That would make sense. So if we do this, then we’re going to say okay, well, how can we figure this out? First, we’re going to take a look at the face amount calculation, it’s the same calculation we did with the formulas, we have to think about the face amount calculation, we’re going to pay at the end of the time period and then the interest. So if we take a look at The face amount calculation, we’re going to pick up the amount from the table for the present value of one, the amounts that are less than one. And we’re picking up 5% and four periods. Why? It’s two year bond, and we’re going to pay it semi annual. So just remember to make sure that you don’t pick up once a year, we’re paying every six months. So if it’s two years, and we pay twice a year, then we’d have four time periods. Where does the 5% come from? Well, the market rate and we will be using the market rate here to present value things because we’re present valuing using the market rate is 10%. And that would be four per year, but we’re paying every six months. So we’re going to say there’s four time periods. And this six month rate then would be the market rate divided by two. This is often one of the most confusing components by the way. So just make sure to think through that every time we see an interest rate it means per year divided by two. So then we’re going to take the bond face amounts 100,000 We’re going to just multiply it times that rate. So they’ve done the math for us here and broke it down into just this percentage.

06:07

And so all we have to do is take that times the percentage, we get the 80 to 270, that wouldn’t match the math if we did the math to do the same thing. So all that means is, of course, that we’ve got 100,000 that we expect to pay for two years from now or four time periods for six month time periods. Then if that was the only thing happening, and we weren’t paying any interest, today, we would expect to get 82,002 70. In other words, if I was just going to pay 100,000 at the end for money today, then you would think the market would say I would get 80 to 270 from somebody today willing to give me 80 to 270 for me to pay back 100,000 at the end of four time periods or two years. Then we have the other component which is going to be having to do with the interest which we’re paying 4000 which is 1000 times to eight percent. So we’re going to pay interest of 100,000 times point oh eight, that would be the yearly rate stated on the bond divided by two 4000. That’s what we’re actually going to pay every six months for four periods two years. So we’re going to use our table again, but this time for an annuity, and you can tell it’s an annuity table, because they’re greater than one, the amounts are greater than one. And we’re going to pick the same area that 5% for periods for periods, two years times two, for semi annual 5%, because we’re taking the market right now.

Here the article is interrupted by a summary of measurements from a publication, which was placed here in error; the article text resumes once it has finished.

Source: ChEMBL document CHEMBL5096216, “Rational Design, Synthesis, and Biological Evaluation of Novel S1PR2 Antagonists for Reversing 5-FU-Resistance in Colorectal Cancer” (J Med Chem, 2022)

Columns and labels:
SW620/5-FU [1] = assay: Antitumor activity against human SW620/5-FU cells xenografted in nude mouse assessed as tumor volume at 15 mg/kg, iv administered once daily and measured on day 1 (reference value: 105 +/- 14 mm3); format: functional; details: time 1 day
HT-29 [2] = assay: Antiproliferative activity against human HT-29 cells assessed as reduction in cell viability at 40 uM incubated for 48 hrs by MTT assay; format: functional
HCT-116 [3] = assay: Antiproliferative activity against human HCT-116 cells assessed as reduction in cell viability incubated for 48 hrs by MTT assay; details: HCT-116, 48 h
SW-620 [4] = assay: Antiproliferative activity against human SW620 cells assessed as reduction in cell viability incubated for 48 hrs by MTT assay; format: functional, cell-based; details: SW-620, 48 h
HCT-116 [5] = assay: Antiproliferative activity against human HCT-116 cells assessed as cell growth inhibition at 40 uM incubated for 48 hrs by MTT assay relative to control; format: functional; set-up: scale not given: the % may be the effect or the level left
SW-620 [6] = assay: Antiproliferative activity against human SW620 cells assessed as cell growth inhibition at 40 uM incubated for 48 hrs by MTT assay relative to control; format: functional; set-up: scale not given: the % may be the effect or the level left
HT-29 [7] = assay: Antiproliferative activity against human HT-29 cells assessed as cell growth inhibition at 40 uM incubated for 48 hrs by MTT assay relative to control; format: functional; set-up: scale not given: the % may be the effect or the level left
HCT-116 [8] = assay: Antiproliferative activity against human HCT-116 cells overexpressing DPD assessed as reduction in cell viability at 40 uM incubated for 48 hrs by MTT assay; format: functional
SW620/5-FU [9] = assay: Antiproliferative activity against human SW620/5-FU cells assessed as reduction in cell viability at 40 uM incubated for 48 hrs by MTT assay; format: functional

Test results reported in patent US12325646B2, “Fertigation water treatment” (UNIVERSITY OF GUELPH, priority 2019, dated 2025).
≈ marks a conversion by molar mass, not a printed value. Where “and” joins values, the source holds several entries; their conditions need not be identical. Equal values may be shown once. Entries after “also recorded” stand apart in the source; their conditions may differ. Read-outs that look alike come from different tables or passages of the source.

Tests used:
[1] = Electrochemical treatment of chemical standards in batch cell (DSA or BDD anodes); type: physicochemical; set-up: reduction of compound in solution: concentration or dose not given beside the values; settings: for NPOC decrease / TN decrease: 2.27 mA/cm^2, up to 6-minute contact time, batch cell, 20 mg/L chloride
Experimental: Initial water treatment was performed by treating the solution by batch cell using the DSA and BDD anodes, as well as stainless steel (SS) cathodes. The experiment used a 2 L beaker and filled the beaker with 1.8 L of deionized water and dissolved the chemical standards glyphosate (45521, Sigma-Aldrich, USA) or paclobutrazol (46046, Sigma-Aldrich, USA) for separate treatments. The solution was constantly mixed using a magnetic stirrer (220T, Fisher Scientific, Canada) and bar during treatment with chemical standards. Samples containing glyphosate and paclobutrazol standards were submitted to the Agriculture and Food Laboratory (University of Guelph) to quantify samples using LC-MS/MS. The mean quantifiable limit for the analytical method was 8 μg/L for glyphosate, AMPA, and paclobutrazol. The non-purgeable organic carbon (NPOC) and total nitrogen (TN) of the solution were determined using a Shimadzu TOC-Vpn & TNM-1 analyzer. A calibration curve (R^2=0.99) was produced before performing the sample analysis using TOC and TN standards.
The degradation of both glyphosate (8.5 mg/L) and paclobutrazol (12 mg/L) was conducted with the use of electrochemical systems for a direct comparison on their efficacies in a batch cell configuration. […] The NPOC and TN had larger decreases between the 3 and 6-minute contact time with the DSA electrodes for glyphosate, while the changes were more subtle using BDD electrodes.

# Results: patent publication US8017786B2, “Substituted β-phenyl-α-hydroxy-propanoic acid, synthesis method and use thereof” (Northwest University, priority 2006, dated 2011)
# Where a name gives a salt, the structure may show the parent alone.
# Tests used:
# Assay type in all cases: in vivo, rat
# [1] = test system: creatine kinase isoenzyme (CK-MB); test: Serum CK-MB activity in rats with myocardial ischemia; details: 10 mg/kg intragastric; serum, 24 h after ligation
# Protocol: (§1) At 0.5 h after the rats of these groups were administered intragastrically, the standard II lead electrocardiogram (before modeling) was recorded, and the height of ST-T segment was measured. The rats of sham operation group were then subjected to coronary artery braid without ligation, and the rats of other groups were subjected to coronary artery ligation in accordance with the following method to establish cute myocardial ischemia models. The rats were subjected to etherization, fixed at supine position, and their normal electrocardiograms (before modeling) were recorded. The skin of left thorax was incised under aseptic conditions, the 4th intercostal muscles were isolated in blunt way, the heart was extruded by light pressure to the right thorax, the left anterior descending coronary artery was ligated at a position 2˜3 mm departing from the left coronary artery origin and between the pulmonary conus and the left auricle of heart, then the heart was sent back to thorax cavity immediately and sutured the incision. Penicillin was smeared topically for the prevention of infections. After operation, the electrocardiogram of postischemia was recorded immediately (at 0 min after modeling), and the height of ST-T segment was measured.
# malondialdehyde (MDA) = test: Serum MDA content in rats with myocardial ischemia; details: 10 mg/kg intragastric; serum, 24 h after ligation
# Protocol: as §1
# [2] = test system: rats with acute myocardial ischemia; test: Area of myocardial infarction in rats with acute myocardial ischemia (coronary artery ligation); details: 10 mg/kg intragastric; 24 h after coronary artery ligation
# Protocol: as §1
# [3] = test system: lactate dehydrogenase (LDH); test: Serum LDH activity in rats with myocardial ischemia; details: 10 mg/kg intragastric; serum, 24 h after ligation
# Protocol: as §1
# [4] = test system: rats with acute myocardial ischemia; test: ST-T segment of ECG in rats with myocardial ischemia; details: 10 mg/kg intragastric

07:36

And we’re dividing it by two so that it’s not a yearly rate, but a per six month rate. And then we’ll just take our interest per period 4000 and just multiply that times 3.5460. They did the math for us, that’s the point of a table. And if we get multiply that out, we get 14 184. In other words, if if we wanted to get money today We’re said we’re going to pay back 4000 each time period for money today, we’re going to pay back 4000 times 416, we would expect to get 14 184. Today, in order to pay back 4000 every six months based on the current market rate. So the bond has both of those components, it has the face amount, we’re going to pay back, worth 80 to 270. In today’s dollars present value and the 4000, we’re going to pay back in an annuity every for every six months \$16,000. And that’s worth 14 184. Of course, if we add those two up to 82 to 7214 184, we get the 96 for 5454. So then the journal entry would just be if we issued this bond, we’re going to get 96 454 for it, and we’re going to put the bond on the books 100,000 that’s what we owe at the end of two years. The difference then is that discount 3005 46. So of course the cash is going up. We’re saying the bonds going on the books for the 100,000 and then we discounted it by that 3005 46. So the actual value of the bond is 100,000 minus the, or the carrying value, the book value minus the 3005 46.